I talked about The Lonely Island boys in both “anew” and “all new” #3, and how after watching their assortment of on-line materials (including their TV Funhouse-rivaling Saturday Night Live “Digital Shorts” collection, which has probably been responsible for SNL’s greatest pop culture contribution in the past 6 or 7 seasons) I was feeling the urge to watch their 2007 movie Hot Rod (which was released just a little shy either side of their “Lazy Sunday” and “D*ck in a Box” skits, so far the two biggest peaks in their popularity).
Hot Rod was not written by the boys, however, but by Pam Brady, who has to her credentials numerous South Park, Just Shoot Me and Kid Notorious episodes, as well as the South Park film and Team America. But as much as any writer can craft a fun comedy script, it’s the talent in front of the camera that transforms it into entertainment with improvisation and physical performance.
Andy Samberg, yet to become a household name else mistaken for Adam Sandler, stars as Rod, a person of indeterminate age (presumed to be around 20) who aspires to nothing more than being the greatest stuntman alive. The problem is, riding around on his pedal moped, donnig a spangled jumpsuit and fake mustache, he’s deluded himself into believing he’s not far off. With a team consisting of his half-brother Kevin (Lonely Island boy Jorma Taccone) on camera, Dave (SNL’s Bill Hader) as coordinator, and Rico (Danny McBride) as ramp builder and pyrotechnics they work small scale (jumping a pool) and are quite unsuccessful at what they do.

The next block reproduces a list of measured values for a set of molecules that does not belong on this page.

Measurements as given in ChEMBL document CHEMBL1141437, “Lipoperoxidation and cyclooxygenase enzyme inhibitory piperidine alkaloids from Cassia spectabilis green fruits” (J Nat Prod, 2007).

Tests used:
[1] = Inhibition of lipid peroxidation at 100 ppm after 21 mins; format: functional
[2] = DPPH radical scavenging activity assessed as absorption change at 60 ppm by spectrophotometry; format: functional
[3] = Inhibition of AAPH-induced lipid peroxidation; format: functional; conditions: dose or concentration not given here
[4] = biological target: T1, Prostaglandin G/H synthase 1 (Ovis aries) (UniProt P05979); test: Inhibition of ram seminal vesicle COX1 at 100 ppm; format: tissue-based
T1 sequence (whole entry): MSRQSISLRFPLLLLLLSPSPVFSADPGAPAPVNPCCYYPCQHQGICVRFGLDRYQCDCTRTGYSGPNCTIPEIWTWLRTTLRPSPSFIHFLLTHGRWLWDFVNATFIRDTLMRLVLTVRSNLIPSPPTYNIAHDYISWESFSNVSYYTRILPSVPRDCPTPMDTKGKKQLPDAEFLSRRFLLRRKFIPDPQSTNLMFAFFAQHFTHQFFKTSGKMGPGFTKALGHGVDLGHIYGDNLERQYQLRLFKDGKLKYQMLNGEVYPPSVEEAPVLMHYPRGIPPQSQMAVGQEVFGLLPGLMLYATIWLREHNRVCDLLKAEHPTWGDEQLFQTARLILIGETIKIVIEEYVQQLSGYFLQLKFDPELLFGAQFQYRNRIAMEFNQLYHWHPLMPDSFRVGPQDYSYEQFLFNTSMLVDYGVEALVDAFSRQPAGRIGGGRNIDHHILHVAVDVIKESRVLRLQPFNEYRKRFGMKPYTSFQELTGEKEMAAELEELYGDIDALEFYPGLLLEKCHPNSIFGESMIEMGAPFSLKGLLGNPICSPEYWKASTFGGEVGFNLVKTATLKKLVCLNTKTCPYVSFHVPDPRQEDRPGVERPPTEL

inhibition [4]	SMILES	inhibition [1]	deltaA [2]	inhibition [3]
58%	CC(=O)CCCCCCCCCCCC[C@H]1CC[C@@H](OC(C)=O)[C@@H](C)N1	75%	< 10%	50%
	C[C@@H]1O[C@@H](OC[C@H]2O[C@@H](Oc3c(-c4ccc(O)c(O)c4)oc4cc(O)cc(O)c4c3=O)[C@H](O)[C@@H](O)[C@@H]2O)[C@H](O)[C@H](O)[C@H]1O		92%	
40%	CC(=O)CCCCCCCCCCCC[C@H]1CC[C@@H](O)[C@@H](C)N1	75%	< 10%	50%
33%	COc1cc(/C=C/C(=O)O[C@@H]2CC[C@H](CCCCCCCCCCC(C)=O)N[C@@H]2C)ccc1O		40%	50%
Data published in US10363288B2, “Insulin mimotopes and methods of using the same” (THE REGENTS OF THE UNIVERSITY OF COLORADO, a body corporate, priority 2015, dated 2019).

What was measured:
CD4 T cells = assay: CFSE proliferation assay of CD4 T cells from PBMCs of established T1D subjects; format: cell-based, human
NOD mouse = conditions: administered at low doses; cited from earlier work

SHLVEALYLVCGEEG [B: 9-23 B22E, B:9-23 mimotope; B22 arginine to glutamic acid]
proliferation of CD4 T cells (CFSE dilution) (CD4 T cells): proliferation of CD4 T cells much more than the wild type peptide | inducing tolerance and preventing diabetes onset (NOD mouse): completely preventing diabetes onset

At home Rod tries to earn the respect of his stepfather Frank (Ian McShane) by engaging him in basement brawls that look more Fight Club then feats of strength. When Frank’s failing heart finally starts to give way, Rod promises the raise the “conveniently numbered” $50,000 so that he can get him healthy again and kick his ass. Meanwhile, the girl next door, Denise (Isla Fisher) has returned from college all grown up (well, it’s Isla Fisher, so “grow” is relative), and she takes an interest in Rod, for some reason (”You haven’t changed” she says upon their first meeting, strangely wide eyed), but their burgeoning relationship is strained by her man Jonathan (a tour-de-force dick performance by Will Arnett). So to raise the 50grand they promise one big jump, and despite the set-up, every convention is toyed with, from Footloose-esque “punch dancing” to the Karate Kid-esque training sequence, to the loss of confidence/giving-of-ups straight through to the getting the gang back together (which results in a song/dance sequence that rivals Anchorman’s “anchor rumble” for getting out of control).
To hear in the special features that the film was originally intended for Will Ferrell is no surprise, as it’s not far off in tone from Anchorman, an inconsistent world where the abnormal is often dismissed or hyper-identified. It’s this sort of jarring of expectations that really make it funny. Samberg puts in a surprisingly enjoyable Farrell-esque performance, outright goofy with the occasional well-done moment of sentimentality, but it’s obvious he’s not yet seasoned to be the leading man, but thankfully he has a tremendous supporting cast, including (aside from those already mentioned) Sissy Spacek, Chris Parnell, and Lonely Island mascot Chester Tam (who pulls the Rob Schneider role off tremendously well).
Shakespeare it’s not, but what it does (and it does silly), it does great.